Why Crossover Tunes Are A Smart DJ’s Secret Weapon

Phil Morse | Read time: 4 mins
crossover tunes music collection
Last updated 27 November, 2017


Find the tunes that appeal to more than one tribe on your dancefloor, and you’ll be able to unite everyone for a wilder night.

There are special tunes that have greater power than most. Tunes that have that extra, magic something that means that a far greater number of people than normal will dance to them. Tunes that will raise a smile with people who wouldn’t normally tolerate even listening to that style of music.

At the same time, these tunes are credible. They still appeal to those in the specialist scenes they belong in. Smart DJs know that these tunes are the holy grail of a music collection. Have enough of these in your virtual DJ box, and you’re more likely to get your dancefloor rocking faster, and for longer, and with more people on it.

What are crossover tunes?

Crossover tunes are tunes that, for whatever reason, not only appeal to a narrow, specialised crowd, but which “cross over” to other crowds too. They may only “cross over” to one other crowd, or they may cross over to many.

Because of this, they’re like “super tunes” for DJs, because they can be used as secret weapons to energise difficult dancefloors, to allay people requesting a completely different type of music to that which the DJ has been booked to play, or to change genres within a set smoothly.

Here are five types of crossover tune to look out for:

  1. Underground records that have become hits – This is one of the most usual sources of crossover records. A big tune in a particular scene suddenly becomes a hit record. Now it’s being played on pop radio, and it gains a wider audience. Familiarity means that if you play such a tune, even those who don’t particularly like it will probably have heard it – and people dance to things they know, even if they don’t particularly like them
  2. Tunes that contain elements of more than one genre – Pop music is constantly mutating, and there are always records that contain elements of different musical styles. For instance, a hip hop record that samples a rock riff is going to have appeal to both hip hop and rock lovers. A badass dubstep tune but with a great vocal could appeal to both pop and bass music fans. Smart DJs hone in on these types of tune because they know they will unite different “tribes” on their dancefloors. If you listen to your city’s dance, urban, pop and rock radio stations, there will always be tunes that most, if not all, of them seem to be playing. More often than not, these are those tunes. Mashups and radical cover versions belong in this category too
  3. Remixes of pop records in your particular style – All records come with myriad different remixes nowadays. A rich source of crossover material is, and always has been, these remixes. Grab a pop record that you think is OK but not suitable for your DJ sets, check out the remixes, and find one with the right beats, bass or groove to work for you. This is point 1 in reverse – people will dance because they like the record, even if they don’t particularly like the version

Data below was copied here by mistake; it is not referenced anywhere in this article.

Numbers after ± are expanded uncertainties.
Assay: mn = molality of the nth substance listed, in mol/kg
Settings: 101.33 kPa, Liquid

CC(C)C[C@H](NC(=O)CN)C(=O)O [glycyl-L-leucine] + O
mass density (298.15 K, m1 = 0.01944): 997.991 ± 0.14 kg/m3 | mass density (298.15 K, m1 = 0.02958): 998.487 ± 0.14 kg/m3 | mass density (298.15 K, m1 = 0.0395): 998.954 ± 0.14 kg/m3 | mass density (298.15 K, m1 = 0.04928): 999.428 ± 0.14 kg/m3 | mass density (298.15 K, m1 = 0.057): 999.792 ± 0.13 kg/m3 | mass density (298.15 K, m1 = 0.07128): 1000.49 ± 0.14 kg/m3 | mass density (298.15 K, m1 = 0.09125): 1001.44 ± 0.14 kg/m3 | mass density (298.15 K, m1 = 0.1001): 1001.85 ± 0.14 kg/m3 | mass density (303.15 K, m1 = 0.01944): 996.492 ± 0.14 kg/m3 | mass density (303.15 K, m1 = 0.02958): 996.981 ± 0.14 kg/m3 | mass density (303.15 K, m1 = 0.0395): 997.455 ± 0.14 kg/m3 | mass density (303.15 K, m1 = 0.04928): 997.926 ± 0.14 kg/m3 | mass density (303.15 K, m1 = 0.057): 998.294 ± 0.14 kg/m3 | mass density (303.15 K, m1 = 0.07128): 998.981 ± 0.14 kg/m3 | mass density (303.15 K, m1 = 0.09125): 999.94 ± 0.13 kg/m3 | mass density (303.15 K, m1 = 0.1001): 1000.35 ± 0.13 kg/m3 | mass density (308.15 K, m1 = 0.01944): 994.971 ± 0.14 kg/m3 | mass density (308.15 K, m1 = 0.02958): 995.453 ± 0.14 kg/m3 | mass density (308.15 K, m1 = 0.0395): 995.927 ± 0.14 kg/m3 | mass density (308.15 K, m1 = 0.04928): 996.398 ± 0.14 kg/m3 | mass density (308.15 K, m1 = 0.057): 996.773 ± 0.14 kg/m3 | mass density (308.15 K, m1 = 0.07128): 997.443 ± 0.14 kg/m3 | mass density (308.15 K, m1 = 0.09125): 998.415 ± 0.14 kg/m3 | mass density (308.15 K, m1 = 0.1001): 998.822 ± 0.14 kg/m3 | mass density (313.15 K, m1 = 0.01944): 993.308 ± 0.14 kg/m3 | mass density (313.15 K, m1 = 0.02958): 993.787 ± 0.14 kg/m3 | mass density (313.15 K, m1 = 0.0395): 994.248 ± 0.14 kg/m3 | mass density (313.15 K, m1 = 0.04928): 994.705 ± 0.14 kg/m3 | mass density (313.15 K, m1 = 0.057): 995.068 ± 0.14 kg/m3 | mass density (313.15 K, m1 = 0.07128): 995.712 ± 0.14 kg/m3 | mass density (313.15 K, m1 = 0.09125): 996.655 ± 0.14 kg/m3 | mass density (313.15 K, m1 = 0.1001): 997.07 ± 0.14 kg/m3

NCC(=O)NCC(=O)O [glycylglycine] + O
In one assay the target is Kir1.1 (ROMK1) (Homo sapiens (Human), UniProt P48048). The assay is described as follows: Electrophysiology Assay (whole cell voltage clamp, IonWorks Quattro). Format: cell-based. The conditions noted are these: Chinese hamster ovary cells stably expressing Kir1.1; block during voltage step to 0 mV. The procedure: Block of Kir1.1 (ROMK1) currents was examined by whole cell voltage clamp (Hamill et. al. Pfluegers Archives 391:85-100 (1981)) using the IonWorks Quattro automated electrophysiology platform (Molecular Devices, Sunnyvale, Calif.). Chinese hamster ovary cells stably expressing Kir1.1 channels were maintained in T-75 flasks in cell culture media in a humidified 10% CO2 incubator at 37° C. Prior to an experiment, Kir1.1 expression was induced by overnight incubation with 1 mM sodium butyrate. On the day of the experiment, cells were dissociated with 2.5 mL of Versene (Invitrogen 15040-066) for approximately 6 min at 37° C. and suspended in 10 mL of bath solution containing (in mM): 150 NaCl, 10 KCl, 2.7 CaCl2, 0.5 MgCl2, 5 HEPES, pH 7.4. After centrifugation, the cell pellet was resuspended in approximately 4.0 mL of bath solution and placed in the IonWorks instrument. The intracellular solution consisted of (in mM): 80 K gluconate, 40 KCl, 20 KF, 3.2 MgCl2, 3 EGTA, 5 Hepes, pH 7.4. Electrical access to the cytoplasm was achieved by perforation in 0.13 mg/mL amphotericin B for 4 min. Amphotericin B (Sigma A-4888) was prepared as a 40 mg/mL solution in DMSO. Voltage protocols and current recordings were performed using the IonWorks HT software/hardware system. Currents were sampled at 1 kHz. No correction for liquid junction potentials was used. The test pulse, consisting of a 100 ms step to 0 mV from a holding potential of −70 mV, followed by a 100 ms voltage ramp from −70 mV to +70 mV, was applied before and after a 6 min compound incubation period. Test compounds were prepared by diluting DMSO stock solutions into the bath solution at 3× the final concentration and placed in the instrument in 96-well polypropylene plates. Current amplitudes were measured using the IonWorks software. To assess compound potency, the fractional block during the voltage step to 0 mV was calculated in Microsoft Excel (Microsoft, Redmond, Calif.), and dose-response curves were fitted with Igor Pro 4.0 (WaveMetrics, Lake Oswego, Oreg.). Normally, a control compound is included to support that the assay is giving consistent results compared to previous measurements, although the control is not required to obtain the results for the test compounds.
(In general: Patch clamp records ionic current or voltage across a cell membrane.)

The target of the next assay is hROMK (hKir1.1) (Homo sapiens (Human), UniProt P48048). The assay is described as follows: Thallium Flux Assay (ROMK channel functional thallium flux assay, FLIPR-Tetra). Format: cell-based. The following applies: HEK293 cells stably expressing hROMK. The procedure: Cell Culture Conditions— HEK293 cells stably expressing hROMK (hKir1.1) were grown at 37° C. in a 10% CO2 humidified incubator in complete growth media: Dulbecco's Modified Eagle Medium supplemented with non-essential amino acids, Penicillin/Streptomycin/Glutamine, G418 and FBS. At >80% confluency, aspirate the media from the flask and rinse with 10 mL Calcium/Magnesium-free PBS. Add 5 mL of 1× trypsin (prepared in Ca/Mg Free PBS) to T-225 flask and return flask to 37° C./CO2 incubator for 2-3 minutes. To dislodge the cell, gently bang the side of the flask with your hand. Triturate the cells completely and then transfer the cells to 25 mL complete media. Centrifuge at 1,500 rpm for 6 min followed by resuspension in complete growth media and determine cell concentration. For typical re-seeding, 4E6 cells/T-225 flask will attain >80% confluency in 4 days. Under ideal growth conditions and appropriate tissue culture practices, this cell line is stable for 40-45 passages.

4. Tunes starring an artist from a different genre – If you have an instantly recognisable rapper or singer guesting on a tune in another style (rock singer on a hip hop record, rapper on a dance tune), fans of the vocalist or rapper are more likely to dance to that song even though the underlying style isn’t what they normally enjoy
  5. Tunes that are big in one place – Tunes can make it big in a particular town, city, state or other enclosed geographical area, for whatever reason. In Ibiza, there are always one or two big “Ibiza” tunes every season that you almost expect to hear everywhere, for instance. Tagging on to tunes that for whatever reason are resonating in a certain zone can give you one or two extra crossover records for your box

Crossover tunes keep you open-minded

Crossover tunes are good because they show you’re an open-minded DJ. DJs who only play one style because they think it’s the only style worth knowing about can do well, in the strict confines of their own underground scenes, but unless the crowd is full of people who only like one type of music (and even in “underground” clubs, there are a lot of “secret” tastes you can play on to get that floor wilder than the next DJ) such DJs will bore everyone else.

Once a certain section of the crowd has decided you’re boring, you’ve lost them. Crossover tunes can give them the feeling that even if you’re not going to play their particular style, at least you’ve acknowledged their existence. Also on this point, as we highlighted last week in Why Smart DJs Play More Than One Style Of Music, scenes change, music change, and DJs who want to keep getting bookings as this continually happens need to always have their minds open to new sounds and styles. Using crossover records to introduce elements of different sounds into your sets while remaining true to your current basic style is a great way of slowly developing your sound over time, while still being recognisably “you” when you play.


Don’t think that crossover tunes are necessarily commercial. Crossover tunes aren’t always tunes that have to be familiar to your crowd – new crossover tunes are great because if you think you’ve found one, you can be more gung-ho about trying it out on your audience. If you’re pretty sure your bomb of a new tune is going to appeal to two types of dancer, then you’ll be less nervous about testing it out on your dancefloor, and if you’re right about it and it does become a hit – well, at least you had it first for a few weeks or months.

Do you make use of “crossover” records in your sets? How do you identify tunes that you think are going to have broad appeal on your dancefloors? Please let us know your thoughts in the comments.

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